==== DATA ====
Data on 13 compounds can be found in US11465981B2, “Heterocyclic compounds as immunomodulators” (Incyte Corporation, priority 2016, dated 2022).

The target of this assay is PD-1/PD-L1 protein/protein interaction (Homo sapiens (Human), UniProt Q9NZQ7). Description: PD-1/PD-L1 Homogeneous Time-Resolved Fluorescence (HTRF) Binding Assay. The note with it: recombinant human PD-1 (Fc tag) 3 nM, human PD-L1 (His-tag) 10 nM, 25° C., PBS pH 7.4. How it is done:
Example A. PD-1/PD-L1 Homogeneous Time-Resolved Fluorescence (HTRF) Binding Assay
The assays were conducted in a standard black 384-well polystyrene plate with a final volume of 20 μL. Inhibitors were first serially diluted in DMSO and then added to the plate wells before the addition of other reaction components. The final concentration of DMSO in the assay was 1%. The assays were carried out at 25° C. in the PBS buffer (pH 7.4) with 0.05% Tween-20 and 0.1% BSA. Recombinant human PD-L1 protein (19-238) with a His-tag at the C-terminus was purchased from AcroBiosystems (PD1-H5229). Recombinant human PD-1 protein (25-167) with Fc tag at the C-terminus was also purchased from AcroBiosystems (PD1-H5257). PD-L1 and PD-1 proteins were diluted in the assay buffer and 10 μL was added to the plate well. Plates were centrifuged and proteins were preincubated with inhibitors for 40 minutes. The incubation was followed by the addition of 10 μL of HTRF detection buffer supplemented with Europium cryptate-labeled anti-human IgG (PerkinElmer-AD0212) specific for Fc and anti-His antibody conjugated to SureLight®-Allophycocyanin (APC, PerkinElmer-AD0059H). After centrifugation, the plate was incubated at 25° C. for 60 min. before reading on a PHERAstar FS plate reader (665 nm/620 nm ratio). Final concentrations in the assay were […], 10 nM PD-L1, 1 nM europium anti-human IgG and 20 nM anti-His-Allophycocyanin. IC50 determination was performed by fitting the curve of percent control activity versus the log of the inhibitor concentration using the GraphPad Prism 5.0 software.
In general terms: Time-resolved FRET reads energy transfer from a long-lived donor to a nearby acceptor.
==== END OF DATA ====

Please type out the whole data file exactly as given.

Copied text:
Data on 13 compounds can be found in US11465981B2, “Heterocyclic compounds as immunomodulators” (Incyte Corporation, priority 2016, dated 2022).

The target of this assay is PD-1/PD-L1 protein/protein interaction (Homo sapiens (Human), UniProt Q9NZQ7). Description: PD-1/PD-L1 Homogeneous Time-Resolved Fluorescence (HTRF) Binding Assay. The note with it: recombinant human PD-1 (Fc tag) 3 nM, human PD-L1 (His-tag) 10 nM, 25° C., PBS pH 7.4. How it is done:
Example A. PD-1/PD-L1 Homogeneous Time-Resolved Fluorescence (HTRF) Binding Assay
The assays were conducted in a standard black 384-well polystyrene plate with a final volume of 20 μL. Inhibitors were first serially diluted in DMSO and then added to the plate wells before the addition of other reaction components. The final concentration of DMSO in the assay was 1%. The assays were carried out at 25° C. in the PBS buffer (pH 7.4) with 0.05% Tween-20 and 0.1% BSA. Recombinant human PD-L1 protein (19-238) with a His-tag at the C-terminus was purchased from AcroBiosystems (PD1-H5229). Recombinant human PD-1 protein (25-167) with Fc tag at the C-terminus was also purchased from AcroBiosystems (PD1-H5257). PD-L1 and PD-1 proteins were diluted in the assay buffer and 10 μL was added to the plate well. Plates were centrifuged and proteins were preincubated with inhibitors for 40 minutes. The incubation was followed by the addition of 10 μL of HTRF detection buffer supplemented with Europium cryptate-labeled anti-human IgG (PerkinElmer-AD0212) specific for Fc and anti-His antibody conjugated to SureLight®-Allophycocyanin (APC, PerkinElmer-AD0059H). After centrifugation, the plate was incubated at 25° C. for 60 min. before reading on a PHERAstar FS plate reader (665 nm/620 nm ratio). Final concentrations in the assay were […], 10 nM PD-L1, 1 nM europium anti-human IgG and 20 nM anti-His-Allophycocyanin. IC50 determination was performed by fitting the curve of percent control activity versus the log of the inhibitor concentration using the GraphPad Prism 5.0 software.
In general terms: Time-resolved FRET reads energy transfer from a long-lived donor to a nearby acceptor.